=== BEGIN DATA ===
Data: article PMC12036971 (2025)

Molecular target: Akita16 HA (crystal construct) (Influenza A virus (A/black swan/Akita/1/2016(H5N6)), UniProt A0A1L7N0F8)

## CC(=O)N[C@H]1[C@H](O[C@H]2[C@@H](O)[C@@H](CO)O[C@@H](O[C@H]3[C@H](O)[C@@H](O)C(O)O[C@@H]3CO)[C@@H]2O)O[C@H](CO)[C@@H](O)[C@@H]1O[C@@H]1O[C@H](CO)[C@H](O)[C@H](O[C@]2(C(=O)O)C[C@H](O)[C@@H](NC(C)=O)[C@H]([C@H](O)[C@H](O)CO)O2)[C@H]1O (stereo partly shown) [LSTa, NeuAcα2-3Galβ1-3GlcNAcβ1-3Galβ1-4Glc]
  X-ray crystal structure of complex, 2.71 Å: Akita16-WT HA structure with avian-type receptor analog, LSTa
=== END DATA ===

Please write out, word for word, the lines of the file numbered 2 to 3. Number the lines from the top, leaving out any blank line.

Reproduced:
Molecular target: Akita16 HA (crystal construct) (Influenza A virus (A/black swan/Akita/1/2016(H5N6)), UniProt A0A1L7N0F8)

## CC(=O)N[C@H]1[C@H](O[C@H]2[C@@H](O)[C@@H](CO)O[C@@H](O[C@H]3[C@H](O)[C@@H](O)C(O)O[C@@H]3CO)[C@@H]2O)O[C@H](CO)[C@@H](O)[C@@H]1O[C@@H]1O[C@H](CO)[C@H](O)[C@H](O[C@]2(C(=O)O)C[C@H](O)[C@@H](NC(C)=O)[C@H]([C@H](O)[C@H](O)CO)O2)[C@H]1O (stereo partly shown) [LSTa, NeuAcα2-3Galβ1-3GlcNAcβ1-3Galβ1-4Glc]